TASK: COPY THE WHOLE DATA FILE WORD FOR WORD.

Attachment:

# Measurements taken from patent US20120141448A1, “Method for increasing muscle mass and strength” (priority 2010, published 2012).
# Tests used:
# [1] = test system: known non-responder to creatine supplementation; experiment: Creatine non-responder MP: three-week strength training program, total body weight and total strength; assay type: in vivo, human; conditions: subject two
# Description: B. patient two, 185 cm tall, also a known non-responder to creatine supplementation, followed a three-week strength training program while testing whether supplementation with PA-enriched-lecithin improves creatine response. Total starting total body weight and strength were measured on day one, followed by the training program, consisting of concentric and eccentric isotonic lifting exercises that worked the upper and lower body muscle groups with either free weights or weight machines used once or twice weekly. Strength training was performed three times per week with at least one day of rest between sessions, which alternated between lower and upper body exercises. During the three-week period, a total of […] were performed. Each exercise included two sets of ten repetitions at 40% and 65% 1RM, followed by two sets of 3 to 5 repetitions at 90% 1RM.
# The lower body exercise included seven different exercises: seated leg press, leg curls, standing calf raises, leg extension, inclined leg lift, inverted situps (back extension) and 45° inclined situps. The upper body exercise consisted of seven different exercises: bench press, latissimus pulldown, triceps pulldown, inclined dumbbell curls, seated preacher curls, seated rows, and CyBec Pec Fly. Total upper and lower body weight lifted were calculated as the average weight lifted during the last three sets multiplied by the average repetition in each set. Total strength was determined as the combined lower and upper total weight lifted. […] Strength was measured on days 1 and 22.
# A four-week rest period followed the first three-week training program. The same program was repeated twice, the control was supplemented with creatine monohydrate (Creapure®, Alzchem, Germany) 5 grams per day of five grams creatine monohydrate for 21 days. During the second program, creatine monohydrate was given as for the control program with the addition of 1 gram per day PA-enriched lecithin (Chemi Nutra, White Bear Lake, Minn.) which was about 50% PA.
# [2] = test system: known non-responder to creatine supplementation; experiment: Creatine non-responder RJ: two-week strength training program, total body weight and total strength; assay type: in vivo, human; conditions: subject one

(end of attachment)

# Measurements taken from patent US20120141448A1, “Method for increasing muscle mass and strength” (priority 2010, published 2012).
# Tests used:
# [1] = test system: known non-responder to creatine supplementation; experiment: Creatine non-responder MP: three-week strength training program, total body weight and total strength; assay type: in vivo, human; conditions: subject two
# Description: B. patient two, 185 cm tall, also a known non-responder to creatine supplementation, followed a three-week strength training program while testing whether supplementation with PA-enriched-lecithin improves creatine response. Total starting total body weight and strength were measured on day one, followed by the training program, consisting of concentric and eccentric isotonic lifting exercises that worked the upper and lower body muscle groups with either free weights or weight machines used once or twice weekly. Strength training was performed three times per week with at least one day of rest between sessions, which alternated between lower and upper body exercises. During the three-week period, a total of […] were performed. Each exercise included two sets of ten repetitions at 40% and 65% 1RM, followed by two sets of 3 to 5 repetitions at 90% 1RM.
# The lower body exercise included seven different exercises: seated leg press, leg curls, standing calf raises, leg extension, inclined leg lift, inverted situps (back extension) and 45° inclined situps. The upper body exercise consisted of seven different exercises: bench press, latissimus pulldown, triceps pulldown, inclined dumbbell curls, seated preacher curls, seated rows, and CyBec Pec Fly. Total upper and lower body weight lifted were calculated as the average weight lifted during the last three sets multiplied by the average repetition in each set. Total strength was determined as the combined lower and upper total weight lifted. […] Strength was measured on days 1 and 22.
# A four-week rest period followed the first three-week training program. The same program was repeated twice, the control was supplemented with creatine monohydrate (Creapure®, Alzchem, Germany) 5 grams per day of five grams creatine monohydrate for 21 days. During the second program, creatine monohydrate was given as for the control program with the addition of 1 gram per day PA-enriched lecithin (Chemi Nutra, White Bear Lake, Minn.) which was about 50% PA.
# [2] = test system: known non-responder to creatine supplementation; experiment: Creatine non-responder RJ: two-week strength training program, total body weight and total strength; assay type: in vivo, human; conditions: subject one